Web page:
Covid-19 Policies Impact Information Rights

The COVID-19 related infodemic in Southeast Asia is affecting access to accurate information. This is in part caused by the implementation of the government’s public health policies for the pandemic. Censorship of information on the COVID-19 situation, propaganda from state-sponsored media to spin a positive image of the government and other policies are the key causes of disinformation.

This was the major view that emerged from speakers of session two’s panel discussion, “Respect for Human Rights: Measurement and Implementation of Public Health Policy in Southeast Asia”. Six presenters from Indonesia, Malaysia, Philippines, Singapore, Thailand and Southern Thailand  provided their insights on the situation. 

Dr. Arunee Santhitiwanich, Assistant Professor at the Faculty of Political Science, Ubon Ratchathani University, observed that the Thai government responded to the infodemic through the use of emergency legislation. Laws were used as tools to restrict access to content over the internet and the media. Human rights activists criticising the work of the ministry of interior’s COVID-19 center were prosecuted. This has increased distrust of government information as inequality in vaccine distribution, healthcare treatment and the overall ineffective management of the pandemic continues.

Abdulsuko Dina, Columnist at Matichon weekly and Vice-President of Civil Society Council of the Southernmost Thailand said a reform of the justice system is needed. There is a need to reconcile trust and reliability between the federal and the local government, which is the main cause of the infodemic in Southern Thailand. One suggestion he made was to decentralise the vaccine import process.

Dr. James Gomez, Regional Director at Asia Centre, highlighted  the situation in Singapore where the healthcare policy implementation needs to account for the high number of  foreigners. This has led to concerns among Singaporeans that they are being treated as second class citizens in their own country. Given the high rate of vaccinations, the debate centres upon the rights of the vaccinated and unvaccinated as the city-state opens up.

Dr. Suyani Indriastuti from the Faculty of Social and Political Science, University of Jember, provided an insight into Indonesia. She noted the problem of data validation from separate sources of information indicate a difference in terms of statistics and reality, also pointing out the difference between culture and religion as they each influence compliance to health concerns differently.

Dr. Benjamin YH Loh, Senior Lecturer at the School of Media and Communication, Taylor’s University Malaysia, explained the political instability in the country and its impact on the management of the COVID-19 pandemic. The lack of information on vaccinations has been the main cause of the influx, affecting vulnerable groups. Xenophobia has been directed at migrant workers and refugees, arising from misinformation that they are the primary virus carriers in the country.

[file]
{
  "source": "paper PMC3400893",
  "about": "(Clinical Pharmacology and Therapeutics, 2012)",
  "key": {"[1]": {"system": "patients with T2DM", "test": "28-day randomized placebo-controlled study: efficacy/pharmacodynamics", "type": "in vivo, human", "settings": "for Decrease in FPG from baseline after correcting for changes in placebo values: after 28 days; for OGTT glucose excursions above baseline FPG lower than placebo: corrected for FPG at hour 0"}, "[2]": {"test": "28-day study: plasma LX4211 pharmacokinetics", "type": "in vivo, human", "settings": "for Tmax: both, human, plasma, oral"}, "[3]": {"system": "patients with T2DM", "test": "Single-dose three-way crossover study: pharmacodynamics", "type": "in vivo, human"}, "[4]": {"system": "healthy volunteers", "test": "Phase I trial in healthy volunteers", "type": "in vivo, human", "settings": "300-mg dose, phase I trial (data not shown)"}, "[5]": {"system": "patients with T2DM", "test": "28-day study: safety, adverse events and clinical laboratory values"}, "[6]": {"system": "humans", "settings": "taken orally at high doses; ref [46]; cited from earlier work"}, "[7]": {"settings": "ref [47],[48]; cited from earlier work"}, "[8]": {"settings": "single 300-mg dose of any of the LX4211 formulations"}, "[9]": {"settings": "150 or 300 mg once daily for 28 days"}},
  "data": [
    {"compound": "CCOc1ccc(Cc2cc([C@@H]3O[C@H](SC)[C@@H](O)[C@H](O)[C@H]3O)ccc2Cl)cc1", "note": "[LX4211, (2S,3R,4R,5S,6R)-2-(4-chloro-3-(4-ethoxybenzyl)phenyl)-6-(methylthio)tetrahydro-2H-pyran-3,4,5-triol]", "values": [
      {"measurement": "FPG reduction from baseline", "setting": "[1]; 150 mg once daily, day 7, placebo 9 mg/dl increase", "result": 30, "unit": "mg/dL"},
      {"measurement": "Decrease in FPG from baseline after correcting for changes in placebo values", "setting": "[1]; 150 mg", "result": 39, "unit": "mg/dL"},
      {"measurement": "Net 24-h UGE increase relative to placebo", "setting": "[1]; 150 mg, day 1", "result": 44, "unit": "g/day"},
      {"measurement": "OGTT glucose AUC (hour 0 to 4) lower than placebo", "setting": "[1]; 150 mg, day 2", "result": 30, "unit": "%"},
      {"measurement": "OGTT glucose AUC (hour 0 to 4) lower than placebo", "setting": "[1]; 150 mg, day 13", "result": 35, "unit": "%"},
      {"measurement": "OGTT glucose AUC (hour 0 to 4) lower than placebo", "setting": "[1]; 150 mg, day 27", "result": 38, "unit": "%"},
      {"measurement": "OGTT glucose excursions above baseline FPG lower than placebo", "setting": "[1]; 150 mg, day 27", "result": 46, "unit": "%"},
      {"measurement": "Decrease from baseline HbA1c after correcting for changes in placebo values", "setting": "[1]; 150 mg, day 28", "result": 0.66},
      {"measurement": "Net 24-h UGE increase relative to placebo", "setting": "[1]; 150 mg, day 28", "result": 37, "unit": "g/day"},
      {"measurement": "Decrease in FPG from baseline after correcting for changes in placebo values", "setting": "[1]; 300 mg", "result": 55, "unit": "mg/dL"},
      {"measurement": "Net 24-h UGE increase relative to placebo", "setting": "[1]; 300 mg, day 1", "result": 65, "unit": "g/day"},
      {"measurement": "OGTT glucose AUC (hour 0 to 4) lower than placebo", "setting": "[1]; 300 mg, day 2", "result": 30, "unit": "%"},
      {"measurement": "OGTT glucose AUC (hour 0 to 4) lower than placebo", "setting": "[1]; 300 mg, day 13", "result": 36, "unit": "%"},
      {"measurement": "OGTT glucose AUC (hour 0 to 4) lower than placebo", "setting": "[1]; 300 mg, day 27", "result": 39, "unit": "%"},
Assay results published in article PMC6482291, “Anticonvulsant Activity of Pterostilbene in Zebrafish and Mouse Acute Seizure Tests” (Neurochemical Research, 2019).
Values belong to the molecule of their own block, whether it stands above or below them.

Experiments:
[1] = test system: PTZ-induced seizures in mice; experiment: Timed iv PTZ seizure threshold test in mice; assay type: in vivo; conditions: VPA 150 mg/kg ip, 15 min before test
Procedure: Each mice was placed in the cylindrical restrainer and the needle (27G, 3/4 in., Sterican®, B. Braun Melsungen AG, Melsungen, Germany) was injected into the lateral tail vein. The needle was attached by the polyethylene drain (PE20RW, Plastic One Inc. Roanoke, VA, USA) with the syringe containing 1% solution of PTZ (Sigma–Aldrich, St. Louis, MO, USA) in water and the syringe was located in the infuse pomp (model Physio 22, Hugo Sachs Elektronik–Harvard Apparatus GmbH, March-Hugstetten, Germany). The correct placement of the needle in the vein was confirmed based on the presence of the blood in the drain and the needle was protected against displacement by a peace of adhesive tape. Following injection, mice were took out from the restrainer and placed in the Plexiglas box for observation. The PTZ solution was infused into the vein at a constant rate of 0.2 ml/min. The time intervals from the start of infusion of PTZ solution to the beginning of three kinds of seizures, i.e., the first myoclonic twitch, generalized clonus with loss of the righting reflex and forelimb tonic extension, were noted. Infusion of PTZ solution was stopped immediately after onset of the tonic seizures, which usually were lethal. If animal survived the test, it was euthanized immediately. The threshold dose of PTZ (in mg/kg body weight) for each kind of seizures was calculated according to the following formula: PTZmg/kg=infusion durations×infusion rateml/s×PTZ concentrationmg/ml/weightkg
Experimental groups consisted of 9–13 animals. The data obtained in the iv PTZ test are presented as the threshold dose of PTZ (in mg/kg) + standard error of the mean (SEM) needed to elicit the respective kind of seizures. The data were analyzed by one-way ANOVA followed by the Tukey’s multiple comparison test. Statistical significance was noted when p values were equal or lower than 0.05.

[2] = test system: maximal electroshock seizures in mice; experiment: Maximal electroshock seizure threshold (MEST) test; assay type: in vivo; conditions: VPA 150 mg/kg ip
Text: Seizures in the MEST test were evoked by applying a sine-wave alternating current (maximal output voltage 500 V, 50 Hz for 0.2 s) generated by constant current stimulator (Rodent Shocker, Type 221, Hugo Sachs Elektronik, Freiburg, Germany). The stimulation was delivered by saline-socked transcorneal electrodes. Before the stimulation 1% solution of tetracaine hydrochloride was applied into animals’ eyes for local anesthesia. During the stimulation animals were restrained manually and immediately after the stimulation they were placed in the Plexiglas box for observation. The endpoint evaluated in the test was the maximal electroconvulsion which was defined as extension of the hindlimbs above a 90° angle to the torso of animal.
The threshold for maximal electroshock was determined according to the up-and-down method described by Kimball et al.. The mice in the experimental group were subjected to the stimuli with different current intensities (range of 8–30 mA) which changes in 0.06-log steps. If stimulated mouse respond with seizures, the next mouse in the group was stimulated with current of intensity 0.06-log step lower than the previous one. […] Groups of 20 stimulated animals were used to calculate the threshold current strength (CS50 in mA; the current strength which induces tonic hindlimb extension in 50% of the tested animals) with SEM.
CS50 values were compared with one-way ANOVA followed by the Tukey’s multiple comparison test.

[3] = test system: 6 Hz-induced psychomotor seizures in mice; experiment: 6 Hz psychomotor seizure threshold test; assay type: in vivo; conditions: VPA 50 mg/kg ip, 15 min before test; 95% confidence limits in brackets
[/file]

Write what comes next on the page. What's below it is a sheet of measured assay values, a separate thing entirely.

John Phillip Binondo, Assistant Professorial Lecturer, International Studies Department, De La Salle University-Manila, said the situation in the Philippines was confusing as many different regulation policies like the Enhanced Community Quarantine (EQC) and Modified Enhanced Community Quarantine (MECQ) had conflicting COVID-19 regulations. This served to cause confusion, rather than be a benefit to the Philippine population. Despite having experienced the longest community quarantine, the Philippines has continually suffered the consequences of such uncertain policy and unreliable communication. Effects of this have resulted in severe economic recession, social disruption and a reduction in the credibility of the Philippine governments.

Pulling the discussion together, Dr. Robin Ramcharan, Executive Director at Asia Centre, summarised the lessons for Southeast Asia. He emphasised the need for increased information sharing between federal, local and civil society in order to deal with the infodemic. He also called for more cooperation between government and civil society to ensure the accessibility of accurate information in combating the COVID-19 infodemic. Governments are obligated to provide people with accurate and essential information, allowing criticism is absolutely necessary in fostering a transparent environment

There were several questions raised after the discussion. The full details of the panel discussion session can be viewed here.

The panel discussion  provided an opportunity to review the healthcare policies in Southeast Asia and their impact on accurate information during the COVID-19 pandemic. Combined with the presentation and discussion from session one “Infodemic and SDGs: Internet Freedoms in Southeast Asia”, it is clear that the COVID-19 infodemic has severely impacted internet freedoms and restricted access to accurate information. 

Asia Centre’s newly released report “Infodemic and SDGs: Internet Freedoms in Southeast Asia”, can be downloaded here and is the second Asia Centre report published in collaboration with the Thai Media Fund. The first report, “Hate Speech in Southeast Asia: New Forms, Old Rules” available here was published in July 2020 and was our first collaboration.

The first event writeup for session one of the event, a report launch entitled “Infodemic and SDGs: Internet Freedoms in Southeast Asia”, can be accessed here

Asia Centre works on issues related to freedom of expression. If you would like to collaborate with the Centre on evidence-based research, co-coveneing activities or other projects. Send an expression of interest to